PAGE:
Monday, 17 June 2019

Smartphones to blame for increase in shortsighted kids, says British eye expert

smartphone eyesight
Image: Flickr/ Mystery People
Texting, tweeting and browsing the net with your smartphone too close to your face could be the reason the rates of short sightedness among young people has soared in recent years, a leading laser eye surgeon in the UK has claimed.


David Allamby from, Focus Clinics laser eye surgery in London, claims short sightedness in young people has increased by 35 per cent since the launch of smartphones in 1997.

In a recent article in the Daily Mail’s Health Section, Allamby said the condition he calls “screen sightedness” could increase by 50 per cent in the next 10 years.
Shortsightedness, or myopia, is a condition caused by a combination of hereditary factors and environment, Shlomit Schaal – an eye surgeon and assistant professor of Ophthalmology at the University of Louisville – told Marketwatch in response to the claims.  
The environmental factors that contribute include “close work,” or stress on the eye caused by reading or otherwise focusing on a near object.
Using a smartphone strains the eyes in much the same way reading a book or staring at a computer monitor does, with one exception – the distance between the eye and the object.
When a smartphone is held close to your face, it forces the eye to work harder than usual to focus on text, says Mark Rosenfield, an optometrist who published research on the topic in The Journal of the American Academy of Optometry in 2011.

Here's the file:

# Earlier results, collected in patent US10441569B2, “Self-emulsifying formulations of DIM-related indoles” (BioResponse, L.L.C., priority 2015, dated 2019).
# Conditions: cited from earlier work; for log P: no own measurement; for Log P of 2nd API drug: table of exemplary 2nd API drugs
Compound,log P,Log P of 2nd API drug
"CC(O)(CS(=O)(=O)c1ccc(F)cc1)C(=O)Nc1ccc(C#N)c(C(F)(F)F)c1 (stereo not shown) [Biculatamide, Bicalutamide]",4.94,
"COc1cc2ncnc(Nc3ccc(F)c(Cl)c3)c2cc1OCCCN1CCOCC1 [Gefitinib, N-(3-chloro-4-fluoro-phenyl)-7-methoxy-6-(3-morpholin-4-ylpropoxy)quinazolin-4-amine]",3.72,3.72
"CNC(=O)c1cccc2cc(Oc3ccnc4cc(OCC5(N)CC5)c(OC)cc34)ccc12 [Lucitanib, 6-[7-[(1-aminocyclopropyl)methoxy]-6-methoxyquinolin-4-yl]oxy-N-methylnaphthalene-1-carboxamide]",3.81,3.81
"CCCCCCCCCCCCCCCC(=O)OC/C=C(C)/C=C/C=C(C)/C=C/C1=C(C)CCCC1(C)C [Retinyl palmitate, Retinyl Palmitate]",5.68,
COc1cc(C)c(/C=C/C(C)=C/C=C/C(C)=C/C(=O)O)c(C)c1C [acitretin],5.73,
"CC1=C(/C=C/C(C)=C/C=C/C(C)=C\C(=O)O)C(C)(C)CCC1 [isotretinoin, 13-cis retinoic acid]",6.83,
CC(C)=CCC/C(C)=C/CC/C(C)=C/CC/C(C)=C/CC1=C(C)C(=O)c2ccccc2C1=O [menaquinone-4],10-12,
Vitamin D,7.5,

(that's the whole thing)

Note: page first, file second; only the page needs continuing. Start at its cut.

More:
People tend to hold smartphones considerably closer to their faces than they would a book or newspaper, which is normally viewed at around 40cm, Rosenfield reported in his research.
And since smartphones have such a small screen, the incidents of peering closely at them tend to be higher than for other devices.
Since it is linked to heredity, there is no known way to prevent myopia, or even to slow it down. Glasses and contact lenses don’t affect its progression, Schaal says. The greatest shifts in myopia happen before age 25.
Holding a smartphone farther away (but still using it the same amount) won’t necessarily prevent myopia entirely, Schaal said.
But Rosenfield says holding a phone at least 40cm from your face during use can be beneficial.
He also suggests taking breaks from using the phone. During those breaks, it is helpful to look into the distance, which relaxes the eye as it focuses on faraway detail instead of what is close.
When individuals are already affected by myopia, there are some ways tablets and other devices can even help, the doctors said.
Patients, especially those with age-related macular degeneration, have benefited from being able to view larger fonts and increased contrast on tablets and other e-readers.
“In the past, these patients might have had to use a magnifying lens or very strong glasses to read the material, but now they can enlarge the print and read it with a more normal prescription,” Rosenfield said.
Published 6 November 2013

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